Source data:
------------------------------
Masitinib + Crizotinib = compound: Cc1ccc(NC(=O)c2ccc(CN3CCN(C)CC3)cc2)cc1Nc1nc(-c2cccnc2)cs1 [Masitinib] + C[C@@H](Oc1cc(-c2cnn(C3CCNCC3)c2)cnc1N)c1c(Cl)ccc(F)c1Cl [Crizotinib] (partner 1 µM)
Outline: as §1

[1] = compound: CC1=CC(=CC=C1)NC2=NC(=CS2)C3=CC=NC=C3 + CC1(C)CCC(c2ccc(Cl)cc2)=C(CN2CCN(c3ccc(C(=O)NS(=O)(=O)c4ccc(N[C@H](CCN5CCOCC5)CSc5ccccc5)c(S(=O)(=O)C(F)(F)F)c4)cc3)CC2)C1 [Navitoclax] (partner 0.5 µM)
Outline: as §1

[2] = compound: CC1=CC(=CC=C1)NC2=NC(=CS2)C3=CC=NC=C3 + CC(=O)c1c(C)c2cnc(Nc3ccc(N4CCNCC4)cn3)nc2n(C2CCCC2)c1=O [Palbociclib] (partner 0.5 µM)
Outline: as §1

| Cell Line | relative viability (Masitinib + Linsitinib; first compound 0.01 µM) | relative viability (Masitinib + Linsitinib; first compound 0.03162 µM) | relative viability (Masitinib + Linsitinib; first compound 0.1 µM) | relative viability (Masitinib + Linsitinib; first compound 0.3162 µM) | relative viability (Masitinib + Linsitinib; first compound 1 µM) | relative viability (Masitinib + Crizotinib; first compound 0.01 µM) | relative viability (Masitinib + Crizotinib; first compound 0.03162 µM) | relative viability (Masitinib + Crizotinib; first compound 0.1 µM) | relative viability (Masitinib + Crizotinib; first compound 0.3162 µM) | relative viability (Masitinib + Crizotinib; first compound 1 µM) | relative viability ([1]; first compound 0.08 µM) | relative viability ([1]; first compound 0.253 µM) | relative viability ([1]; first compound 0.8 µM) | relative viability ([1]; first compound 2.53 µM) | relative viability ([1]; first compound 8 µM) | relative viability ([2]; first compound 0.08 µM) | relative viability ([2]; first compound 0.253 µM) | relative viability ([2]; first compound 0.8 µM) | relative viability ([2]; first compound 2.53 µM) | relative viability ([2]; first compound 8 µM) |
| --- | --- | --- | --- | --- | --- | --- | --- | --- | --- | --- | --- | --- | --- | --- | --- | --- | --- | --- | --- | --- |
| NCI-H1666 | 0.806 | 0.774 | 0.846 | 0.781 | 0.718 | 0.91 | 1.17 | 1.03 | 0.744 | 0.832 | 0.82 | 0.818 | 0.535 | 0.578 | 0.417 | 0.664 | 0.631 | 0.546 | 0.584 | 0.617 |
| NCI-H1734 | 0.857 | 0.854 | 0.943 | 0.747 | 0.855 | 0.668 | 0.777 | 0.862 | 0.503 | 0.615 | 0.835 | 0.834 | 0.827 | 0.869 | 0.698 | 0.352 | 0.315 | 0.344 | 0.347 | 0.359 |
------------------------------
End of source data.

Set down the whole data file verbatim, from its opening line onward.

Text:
Masitinib + Crizotinib = compound: Cc1ccc(NC(=O)c2ccc(CN3CCN(C)CC3)cc2)cc1Nc1nc(-c2cccnc2)cs1 [Masitinib] + C[C@@H](Oc1cc(-c2cnn(C3CCNCC3)c2)cnc1N)c1c(Cl)ccc(F)c1Cl [Crizotinib] (partner 1 µM)
Outline: as §1

[1] = compound: CC1=CC(=CC=C1)NC2=NC(=CS2)C3=CC=NC=C3 + CC1(C)CCC(c2ccc(Cl)cc2)=C(CN2CCN(c3ccc(C(=O)NS(=O)(=O)c4ccc(N[C@H](CCN5CCOCC5)CSc5ccccc5)c(S(=O)(=O)C(F)(F)F)c4)cc3)CC2)C1 [Navitoclax] (partner 0.5 µM)
Outline: as §1

[2] = compound: CC1=CC(=CC=C1)NC2=NC(=CS2)C3=CC=NC=C3 + CC(=O)c1c(C)c2cnc(Nc3ccc(N4CCNCC4)cn3)nc2n(C2CCCC2)c1=O [Palbociclib] (partner 0.5 µM)
Outline: as §1

| Cell Line | relative viability (Masitinib + Linsitinib; first compound 0.01 µM) | relative viability (Masitinib + Linsitinib; first compound 0.03162 µM) | relative viability (Masitinib + Linsitinib; first compound 0.1 µM) | relative viability (Masitinib + Linsitinib; first compound 0.3162 µM) | relative viability (Masitinib + Linsitinib; first compound 1 µM) | relative viability (Masitinib + Crizotinib; first compound 0.01 µM) | relative viability (Masitinib + Crizotinib; first compound 0.03162 µM) | relative viability (Masitinib + Crizotinib; first compound 0.1 µM) | relative viability (Masitinib + Crizotinib; first compound 0.3162 µM) | relative viability (Masitinib + Crizotinib; first compound 1 µM) | relative viability ([1]; first compound 0.08 µM) | relative viability ([1]; first compound 0.253 µM) | relative viability ([1]; first compound 0.8 µM) | relative viability ([1]; first compound 2.53 µM) | relative viability ([1]; first compound 8 µM) | relative viability ([2]; first compound 0.08 µM) | relative viability ([2]; first compound 0.253 µM) | relative viability ([2]; first compound 0.8 µM) | relative viability ([2]; first compound 2.53 µM) | relative viability ([2]; first compound 8 µM) |
| --- | --- | --- | --- | --- | --- | --- | --- | --- | --- | --- | --- | --- | --- | --- | --- | --- | --- | --- | --- | --- |
| NCI-H1666 | 0.806 | 0.774 | 0.846 | 0.781 | 0.718 | 0.91 | 1.17 | 1.03 | 0.744 | 0.832 | 0.82 | 0.818 | 0.535 | 0.578 | 0.417 | 0.664 | 0.631 | 0.546 | 0.584 | 0.617 |
| NCI-H1734 | 0.857 | 0.854 | 0.943 | 0.747 | 0.855 | 0.668 | 0.777 | 0.862 | 0.503 | 0.615 | 0.835 | 0.834 | 0.827 | 0.869 | 0.698 | 0.352 | 0.315 | 0.344 | 0.347 | 0.359 |